Researchers at Argonne National Laboratory use super-bright X-rays to see how flies remain airborne as they beat their wings 200 times per second.
The intense X-rays, courtesy of the Advanced Photon Source, let engineers see changes in the crystallike configuration of molecules that generate the rapid contraction in fly muscles. The X-resulting views have a resolution of 0.00006 sec, which let them see previously unsuspected interactions between various proteins as the muscles stretch and contract.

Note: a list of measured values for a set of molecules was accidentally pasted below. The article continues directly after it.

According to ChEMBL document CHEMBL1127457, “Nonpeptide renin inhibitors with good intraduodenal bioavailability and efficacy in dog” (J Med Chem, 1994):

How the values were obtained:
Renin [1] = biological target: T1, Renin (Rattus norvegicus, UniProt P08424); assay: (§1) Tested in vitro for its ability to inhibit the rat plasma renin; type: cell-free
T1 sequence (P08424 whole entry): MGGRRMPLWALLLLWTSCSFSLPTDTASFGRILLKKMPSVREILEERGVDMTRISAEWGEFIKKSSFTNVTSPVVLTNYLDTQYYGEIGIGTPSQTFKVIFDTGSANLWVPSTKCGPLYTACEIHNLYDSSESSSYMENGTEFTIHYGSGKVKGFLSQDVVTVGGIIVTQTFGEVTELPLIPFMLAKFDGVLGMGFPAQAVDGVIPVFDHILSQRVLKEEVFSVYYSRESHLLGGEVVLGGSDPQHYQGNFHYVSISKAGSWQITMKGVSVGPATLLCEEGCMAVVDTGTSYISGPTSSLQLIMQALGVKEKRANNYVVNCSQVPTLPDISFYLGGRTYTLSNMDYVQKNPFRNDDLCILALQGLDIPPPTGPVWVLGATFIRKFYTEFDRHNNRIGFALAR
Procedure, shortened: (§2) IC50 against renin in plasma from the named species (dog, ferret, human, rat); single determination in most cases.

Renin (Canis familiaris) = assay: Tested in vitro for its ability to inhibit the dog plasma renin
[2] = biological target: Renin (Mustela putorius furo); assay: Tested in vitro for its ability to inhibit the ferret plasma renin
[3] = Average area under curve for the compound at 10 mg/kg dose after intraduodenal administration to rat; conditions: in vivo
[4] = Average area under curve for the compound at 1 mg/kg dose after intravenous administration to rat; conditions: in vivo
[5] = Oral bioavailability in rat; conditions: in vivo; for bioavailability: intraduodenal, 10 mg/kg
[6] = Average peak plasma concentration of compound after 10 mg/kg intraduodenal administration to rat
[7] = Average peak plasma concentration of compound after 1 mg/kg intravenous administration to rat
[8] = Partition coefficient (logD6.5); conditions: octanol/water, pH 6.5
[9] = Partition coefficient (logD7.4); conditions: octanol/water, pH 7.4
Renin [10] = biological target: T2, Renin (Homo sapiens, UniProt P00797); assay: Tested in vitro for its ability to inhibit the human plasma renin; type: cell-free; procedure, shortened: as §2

The researchers also had to build a "flight simulator" for flies. It tricks the fly into feeling as if it's flying free so it will generate a stable pattern of wing motions.